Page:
Using a decoy in your hunting setup can improve your chances, but only it’s if used correctly. Decoys draw animals in close that would have otherwise passed by out of range. Decoys provide visual reassurance for incoming deer that are investigating noises or commotion. Once a deer spots a decoy, it focuses its attention on it, rather than you, and this can really increase your chances of getting a shot off undetected. The key to effective decoying is to set up a timely, realistic situation correctly in the location that you are expecting the deer to come from and paying attention to the wind direction.
Although not always possible, it’s great to know where and when the deer will be coming from. This information allows you to choose and set up a realistic scenario that makes sense for the area and time of year. I usually set up either a lone buck, a buck tending a doe, two bucks or a single doe. The deciding factor on how many deer I set up or which sex is the time of year. During the pre-rut, which runs approximately during the last week of October and the first week of November, I set up a doe and buck combination of decoys. If I were to use a single decoy during this time, it would be a buck decoy. I find that bucks are competitive during this pre-rut phase and I’ve witnessed them coming over to check out any intruders in their area. It’s harder to get them to leave a doe they are following to check out another lone doe. I have used a single doe decoy in the past and it can attract deer during all stages of the rut; however, there’s usually one deer that’s more intrigued than the others and it eventually figures out that the decoy is a fake and snorts at it, ruining the hunt.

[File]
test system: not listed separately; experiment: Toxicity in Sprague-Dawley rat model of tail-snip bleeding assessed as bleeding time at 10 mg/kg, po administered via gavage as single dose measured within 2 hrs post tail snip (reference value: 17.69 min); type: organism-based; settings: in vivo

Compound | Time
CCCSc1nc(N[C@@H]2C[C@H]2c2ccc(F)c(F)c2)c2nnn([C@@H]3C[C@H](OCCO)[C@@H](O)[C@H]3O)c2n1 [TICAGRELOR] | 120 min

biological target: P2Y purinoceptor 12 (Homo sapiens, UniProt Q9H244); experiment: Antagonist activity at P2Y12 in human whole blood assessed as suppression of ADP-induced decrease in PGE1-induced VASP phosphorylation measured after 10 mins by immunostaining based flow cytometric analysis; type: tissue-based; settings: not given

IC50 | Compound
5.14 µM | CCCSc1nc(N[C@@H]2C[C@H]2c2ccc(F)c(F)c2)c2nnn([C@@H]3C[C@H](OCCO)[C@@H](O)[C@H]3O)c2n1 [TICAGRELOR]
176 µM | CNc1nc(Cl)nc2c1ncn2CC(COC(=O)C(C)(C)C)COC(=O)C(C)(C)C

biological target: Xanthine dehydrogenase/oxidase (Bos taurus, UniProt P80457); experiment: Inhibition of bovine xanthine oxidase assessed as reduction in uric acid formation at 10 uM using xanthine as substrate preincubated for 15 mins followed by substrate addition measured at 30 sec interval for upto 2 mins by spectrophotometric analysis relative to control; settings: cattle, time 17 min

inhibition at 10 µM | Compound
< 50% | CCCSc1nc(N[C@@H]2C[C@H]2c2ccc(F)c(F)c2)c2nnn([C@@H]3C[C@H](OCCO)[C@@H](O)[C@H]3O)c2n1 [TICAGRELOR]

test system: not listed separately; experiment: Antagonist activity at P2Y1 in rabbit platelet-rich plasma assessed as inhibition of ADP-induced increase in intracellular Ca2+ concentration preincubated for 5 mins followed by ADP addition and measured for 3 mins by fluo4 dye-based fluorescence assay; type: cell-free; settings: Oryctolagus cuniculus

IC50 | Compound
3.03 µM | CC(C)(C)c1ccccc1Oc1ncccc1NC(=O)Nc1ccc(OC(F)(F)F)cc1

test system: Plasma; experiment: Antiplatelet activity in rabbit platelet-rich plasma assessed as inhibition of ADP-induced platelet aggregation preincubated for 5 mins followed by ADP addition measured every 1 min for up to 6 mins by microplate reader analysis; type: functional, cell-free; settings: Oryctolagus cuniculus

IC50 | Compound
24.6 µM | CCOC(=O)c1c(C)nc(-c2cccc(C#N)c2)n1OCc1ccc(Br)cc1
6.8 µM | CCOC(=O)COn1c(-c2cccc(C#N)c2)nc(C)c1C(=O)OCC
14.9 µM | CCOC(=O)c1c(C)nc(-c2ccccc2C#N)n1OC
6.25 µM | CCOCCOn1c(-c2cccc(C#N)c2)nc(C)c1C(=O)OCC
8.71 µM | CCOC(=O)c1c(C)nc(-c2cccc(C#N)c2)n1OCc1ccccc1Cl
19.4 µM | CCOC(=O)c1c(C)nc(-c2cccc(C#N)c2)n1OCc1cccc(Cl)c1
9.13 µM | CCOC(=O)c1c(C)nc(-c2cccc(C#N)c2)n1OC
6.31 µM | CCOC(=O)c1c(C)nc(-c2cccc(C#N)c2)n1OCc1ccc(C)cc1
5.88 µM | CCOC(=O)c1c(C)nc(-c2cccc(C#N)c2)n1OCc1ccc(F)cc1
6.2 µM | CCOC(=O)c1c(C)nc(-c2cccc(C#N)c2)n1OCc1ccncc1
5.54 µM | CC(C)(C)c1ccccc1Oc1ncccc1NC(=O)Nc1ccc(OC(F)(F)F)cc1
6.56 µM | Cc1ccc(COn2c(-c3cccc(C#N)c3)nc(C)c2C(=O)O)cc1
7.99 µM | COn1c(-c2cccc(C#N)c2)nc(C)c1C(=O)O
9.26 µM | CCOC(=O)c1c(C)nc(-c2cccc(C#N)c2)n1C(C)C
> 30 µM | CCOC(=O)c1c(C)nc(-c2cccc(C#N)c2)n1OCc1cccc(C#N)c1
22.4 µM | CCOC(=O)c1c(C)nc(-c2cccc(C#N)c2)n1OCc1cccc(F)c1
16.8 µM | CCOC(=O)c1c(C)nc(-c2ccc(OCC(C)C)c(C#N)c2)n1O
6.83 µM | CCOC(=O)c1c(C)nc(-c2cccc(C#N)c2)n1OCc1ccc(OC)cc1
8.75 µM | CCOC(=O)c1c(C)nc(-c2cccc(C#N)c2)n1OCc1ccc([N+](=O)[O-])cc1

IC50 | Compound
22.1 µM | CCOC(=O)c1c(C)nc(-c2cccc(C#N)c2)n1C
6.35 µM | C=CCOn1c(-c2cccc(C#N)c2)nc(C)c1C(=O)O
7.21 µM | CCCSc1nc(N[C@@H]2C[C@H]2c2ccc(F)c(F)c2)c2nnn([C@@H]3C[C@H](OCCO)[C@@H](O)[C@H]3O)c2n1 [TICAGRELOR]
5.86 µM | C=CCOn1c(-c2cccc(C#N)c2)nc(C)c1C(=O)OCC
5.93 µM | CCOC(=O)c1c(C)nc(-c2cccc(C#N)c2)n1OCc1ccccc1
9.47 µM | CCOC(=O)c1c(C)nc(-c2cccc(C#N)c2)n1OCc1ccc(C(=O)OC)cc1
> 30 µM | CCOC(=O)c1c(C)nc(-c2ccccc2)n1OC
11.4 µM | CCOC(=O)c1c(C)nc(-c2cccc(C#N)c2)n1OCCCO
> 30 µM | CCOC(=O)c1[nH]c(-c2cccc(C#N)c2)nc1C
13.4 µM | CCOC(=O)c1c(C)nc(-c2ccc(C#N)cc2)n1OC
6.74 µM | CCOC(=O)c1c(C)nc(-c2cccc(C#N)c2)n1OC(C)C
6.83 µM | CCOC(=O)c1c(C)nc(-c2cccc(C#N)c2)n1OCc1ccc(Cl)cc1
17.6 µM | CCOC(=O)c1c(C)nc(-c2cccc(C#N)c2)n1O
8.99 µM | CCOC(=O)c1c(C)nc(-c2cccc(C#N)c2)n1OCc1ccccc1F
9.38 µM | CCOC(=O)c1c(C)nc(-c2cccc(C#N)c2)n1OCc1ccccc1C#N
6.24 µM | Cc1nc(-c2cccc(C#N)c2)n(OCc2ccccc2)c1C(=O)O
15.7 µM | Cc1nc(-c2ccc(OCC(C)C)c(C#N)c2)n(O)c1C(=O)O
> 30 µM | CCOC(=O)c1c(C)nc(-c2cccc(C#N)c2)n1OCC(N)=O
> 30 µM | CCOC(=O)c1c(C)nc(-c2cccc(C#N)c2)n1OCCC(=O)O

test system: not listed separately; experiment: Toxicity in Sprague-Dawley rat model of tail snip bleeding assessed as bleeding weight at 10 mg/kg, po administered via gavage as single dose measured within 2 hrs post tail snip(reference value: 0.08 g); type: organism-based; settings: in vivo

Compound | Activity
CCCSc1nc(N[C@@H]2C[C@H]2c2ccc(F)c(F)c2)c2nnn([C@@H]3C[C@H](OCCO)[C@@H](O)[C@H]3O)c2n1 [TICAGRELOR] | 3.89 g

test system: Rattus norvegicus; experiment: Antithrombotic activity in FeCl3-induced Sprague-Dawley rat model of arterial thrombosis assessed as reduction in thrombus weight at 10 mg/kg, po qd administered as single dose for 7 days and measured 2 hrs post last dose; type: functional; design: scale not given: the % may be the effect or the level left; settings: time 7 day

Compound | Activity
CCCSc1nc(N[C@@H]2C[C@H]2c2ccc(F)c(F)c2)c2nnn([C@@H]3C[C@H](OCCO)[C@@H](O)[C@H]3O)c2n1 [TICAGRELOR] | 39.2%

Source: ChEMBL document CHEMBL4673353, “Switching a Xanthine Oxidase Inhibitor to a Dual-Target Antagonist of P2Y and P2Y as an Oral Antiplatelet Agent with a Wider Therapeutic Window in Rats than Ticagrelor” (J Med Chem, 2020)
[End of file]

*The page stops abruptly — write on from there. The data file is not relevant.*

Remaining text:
An important part of setting up a realistic situation with decoys is ensuring the decoys smell nothing like you. I spray an odour killer on all my decoys and never apply deer scents directly to them. Nothing will send a deer running in the other direction faster than your decoy smelling like something it should not.
When using silhouette type decoys, instead of full-bodied decoys, I make sure to position them at an angle that I think the deer will first spot them. There is not much to see when looking at the 2D decoy from the back; the broadside orientation is what works.